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    Author(s): Steven M. Wondzell; Agnieszka Przeszlowska; Dirk Pflugmacher; Miles A. Hemstrom; Peter A. Bisson
    Date: 2012
    Source: In: Kerns, Becky K.; Shlisky, Ayn J.; Daniel, Colin J., tech. eds. Proceedings of the First Landscape State-and-Transition Simulation Modeling Conference, June 14–16, 2011, Portland, Oregon. Gen. Tech. Rep. PNW-GTR-869. Portland, OR: U.S. Department of Agriculture, Forest Service, Pacific Northwest Research Station: 173-196.
    Publication Series: General Technical Report (GTR)
    Station: Pacific Northwest Research Station
    PDF: View PDF  (1.02 MB)

    Description

    Interactions between landuse and ecosystem change are complex, especially in riparian zones. To date, few models are available to project the influence of alternative landuse practices, natural disturbance and plant succession on the likely future conditions of riparian zones and aquatic habitats across large spatial extents. A state and transition approach was used to model the effects of various management and restoration practices on conditions of riparian forests, channel morphology, and salmonid habitat. We present results of model analyses for the Wilson River in the Oregon Coast Range. We focus on critical habitat for spawning and rearing salmon and how habitat quality might be influenced by alternative land-use practices over the next 50 years, especially contrasting the outcomes of passive vs. active habitat restoration strategies. Results of our simulations suggest that active restoration of large wood in streams may accelerate habitat improvement relative to recovery projections under a passive restoration strategy. Active restoration seems to be a more viable approach for species such as coho salmon in the Wilson River watershed, which has limited potential spatial distribution in the drainage network, and where a significant proportion of the available habitat is in poor condition. In contrast, using active restoration techniques to improve habitat for a widely distributed species such as steelhead seems less feasible. Steelhead habitat is abundant throughout the basin and at least some of it is currently in good or excellent condition. Thus, large portions of the Wilson River would need to be restored to substantially increase the proportion of the stream network that is in good or excellent condition for steelhead.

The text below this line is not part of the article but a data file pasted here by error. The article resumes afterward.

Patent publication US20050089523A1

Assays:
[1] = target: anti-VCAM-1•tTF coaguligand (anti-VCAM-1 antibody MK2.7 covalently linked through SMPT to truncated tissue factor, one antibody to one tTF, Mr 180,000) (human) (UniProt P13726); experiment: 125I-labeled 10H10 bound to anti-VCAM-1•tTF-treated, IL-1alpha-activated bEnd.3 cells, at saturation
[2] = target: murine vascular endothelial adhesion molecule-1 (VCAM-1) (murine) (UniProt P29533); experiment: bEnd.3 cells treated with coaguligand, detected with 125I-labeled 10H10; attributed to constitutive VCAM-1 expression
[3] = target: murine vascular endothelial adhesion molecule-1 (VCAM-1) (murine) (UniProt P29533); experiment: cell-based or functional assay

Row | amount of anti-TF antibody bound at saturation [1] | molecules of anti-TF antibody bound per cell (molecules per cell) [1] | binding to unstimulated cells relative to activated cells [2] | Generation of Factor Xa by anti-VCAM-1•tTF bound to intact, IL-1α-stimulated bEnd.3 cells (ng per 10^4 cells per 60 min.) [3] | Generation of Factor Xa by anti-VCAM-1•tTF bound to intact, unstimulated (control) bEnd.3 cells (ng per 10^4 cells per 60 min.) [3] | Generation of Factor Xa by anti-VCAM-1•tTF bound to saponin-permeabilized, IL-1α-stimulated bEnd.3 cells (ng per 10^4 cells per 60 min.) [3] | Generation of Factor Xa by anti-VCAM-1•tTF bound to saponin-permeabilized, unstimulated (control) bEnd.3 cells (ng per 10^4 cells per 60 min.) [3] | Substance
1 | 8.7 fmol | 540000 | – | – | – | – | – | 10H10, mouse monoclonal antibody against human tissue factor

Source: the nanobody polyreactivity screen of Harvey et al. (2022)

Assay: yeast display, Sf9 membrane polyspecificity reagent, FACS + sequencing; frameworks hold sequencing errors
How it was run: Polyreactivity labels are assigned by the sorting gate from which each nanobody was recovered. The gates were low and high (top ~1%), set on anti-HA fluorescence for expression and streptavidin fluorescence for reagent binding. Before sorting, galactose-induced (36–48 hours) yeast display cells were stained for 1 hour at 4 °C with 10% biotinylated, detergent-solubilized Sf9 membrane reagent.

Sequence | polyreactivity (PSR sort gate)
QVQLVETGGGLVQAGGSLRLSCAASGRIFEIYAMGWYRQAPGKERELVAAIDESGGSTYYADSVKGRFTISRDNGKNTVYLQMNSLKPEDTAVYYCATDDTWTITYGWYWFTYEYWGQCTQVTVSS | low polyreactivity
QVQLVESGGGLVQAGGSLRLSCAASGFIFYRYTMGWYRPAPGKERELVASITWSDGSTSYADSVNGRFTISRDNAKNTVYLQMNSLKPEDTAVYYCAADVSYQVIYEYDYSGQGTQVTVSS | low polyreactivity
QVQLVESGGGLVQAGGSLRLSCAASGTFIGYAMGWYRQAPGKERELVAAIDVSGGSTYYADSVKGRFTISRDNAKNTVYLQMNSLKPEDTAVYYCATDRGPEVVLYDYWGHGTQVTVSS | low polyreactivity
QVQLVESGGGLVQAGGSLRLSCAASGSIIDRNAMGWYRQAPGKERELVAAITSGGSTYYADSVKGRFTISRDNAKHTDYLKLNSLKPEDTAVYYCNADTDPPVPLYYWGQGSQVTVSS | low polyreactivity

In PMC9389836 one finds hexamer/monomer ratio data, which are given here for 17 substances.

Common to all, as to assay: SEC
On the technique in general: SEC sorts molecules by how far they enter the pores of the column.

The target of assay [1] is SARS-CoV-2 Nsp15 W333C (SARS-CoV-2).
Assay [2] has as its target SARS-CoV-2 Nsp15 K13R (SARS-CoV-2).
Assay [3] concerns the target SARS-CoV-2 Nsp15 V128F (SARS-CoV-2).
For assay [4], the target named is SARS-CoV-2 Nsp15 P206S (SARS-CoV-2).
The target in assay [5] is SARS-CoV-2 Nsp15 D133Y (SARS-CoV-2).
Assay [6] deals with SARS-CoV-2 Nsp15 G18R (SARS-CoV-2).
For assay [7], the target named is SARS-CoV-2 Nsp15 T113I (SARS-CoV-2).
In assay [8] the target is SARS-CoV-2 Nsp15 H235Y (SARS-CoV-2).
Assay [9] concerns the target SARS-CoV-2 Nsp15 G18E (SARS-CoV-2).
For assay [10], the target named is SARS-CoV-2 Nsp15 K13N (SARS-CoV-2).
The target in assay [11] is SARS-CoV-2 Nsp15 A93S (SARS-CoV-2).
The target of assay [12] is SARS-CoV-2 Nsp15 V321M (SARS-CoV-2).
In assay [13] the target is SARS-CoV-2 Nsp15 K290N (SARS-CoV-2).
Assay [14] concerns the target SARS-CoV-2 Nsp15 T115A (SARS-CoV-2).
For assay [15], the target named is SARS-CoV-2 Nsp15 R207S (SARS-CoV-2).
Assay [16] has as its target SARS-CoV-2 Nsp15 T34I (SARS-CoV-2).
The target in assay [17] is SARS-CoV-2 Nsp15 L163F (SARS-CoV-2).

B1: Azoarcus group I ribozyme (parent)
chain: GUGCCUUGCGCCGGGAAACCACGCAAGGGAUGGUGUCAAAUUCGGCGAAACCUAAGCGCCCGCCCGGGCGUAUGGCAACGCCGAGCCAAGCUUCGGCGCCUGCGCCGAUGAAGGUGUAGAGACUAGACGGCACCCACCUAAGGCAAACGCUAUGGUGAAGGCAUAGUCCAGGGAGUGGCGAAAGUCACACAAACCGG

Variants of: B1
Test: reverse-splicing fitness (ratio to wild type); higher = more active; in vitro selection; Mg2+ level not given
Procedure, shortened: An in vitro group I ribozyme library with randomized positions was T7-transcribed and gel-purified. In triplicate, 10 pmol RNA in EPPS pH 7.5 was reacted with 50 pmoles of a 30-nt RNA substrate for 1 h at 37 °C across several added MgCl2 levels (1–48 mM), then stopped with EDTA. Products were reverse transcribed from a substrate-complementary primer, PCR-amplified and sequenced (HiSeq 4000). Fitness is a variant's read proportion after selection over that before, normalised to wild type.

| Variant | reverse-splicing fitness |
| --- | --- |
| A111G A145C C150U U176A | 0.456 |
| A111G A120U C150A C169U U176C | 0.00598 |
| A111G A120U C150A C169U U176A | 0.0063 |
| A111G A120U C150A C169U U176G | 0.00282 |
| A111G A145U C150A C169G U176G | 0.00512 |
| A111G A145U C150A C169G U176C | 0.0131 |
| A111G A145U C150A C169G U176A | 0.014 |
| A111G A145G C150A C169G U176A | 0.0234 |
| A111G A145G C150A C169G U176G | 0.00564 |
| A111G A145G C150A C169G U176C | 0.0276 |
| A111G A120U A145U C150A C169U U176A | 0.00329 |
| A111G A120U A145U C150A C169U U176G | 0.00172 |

Very little data are available with which to validate models at this scale. Results of our model simulations appeared reasonable wherever field and lidar data were available for comparison, however we caution that these comparisons do not validate all the factors simulated in our models. Consequently, the results of the model simulations should be interpreted as hypotheses of likely outcomes from management strategies at the scale of a large watershed (one or several 5th-field hydrologic units or HUC5s) or a large portion of a USFS ranger district. Nevertheless, the approach holds promise for simulating physical and biological responses of aquatic organisms and their habitats to alternative restoration approaches.

    Publication Notes

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    Citation

    Wondzell, Steven M.; Przeszlowska, Agnieszka; Pflugmacher, Dirk; Hemstrom, Miles A.; Bisson, Peter A. 2012. Modeling the dynamic responses of riparian vegetation and salmon habitat in the Oregon Coast Range with state-and-transition models. In: Kerns, Becky K.; Shlisky, Ayn J.; Daniel, Colin J., tech. eds. Proceedings of the First Landscape State-and-Transition Simulation Modeling Conference, June 14–16, 2011, Portland, Oregon. Gen. Tech. Rep. PNW-GTR-869. Portland, OR: U.S. Department of Agriculture, Forest Service, Pacific Northwest Research Station: 173-196.

    Keywords

    state and transition models, riparian management, stream habitat, Oregon Coast Range, Tillamook burn, large wood addition, coho, steelhead, lidar.

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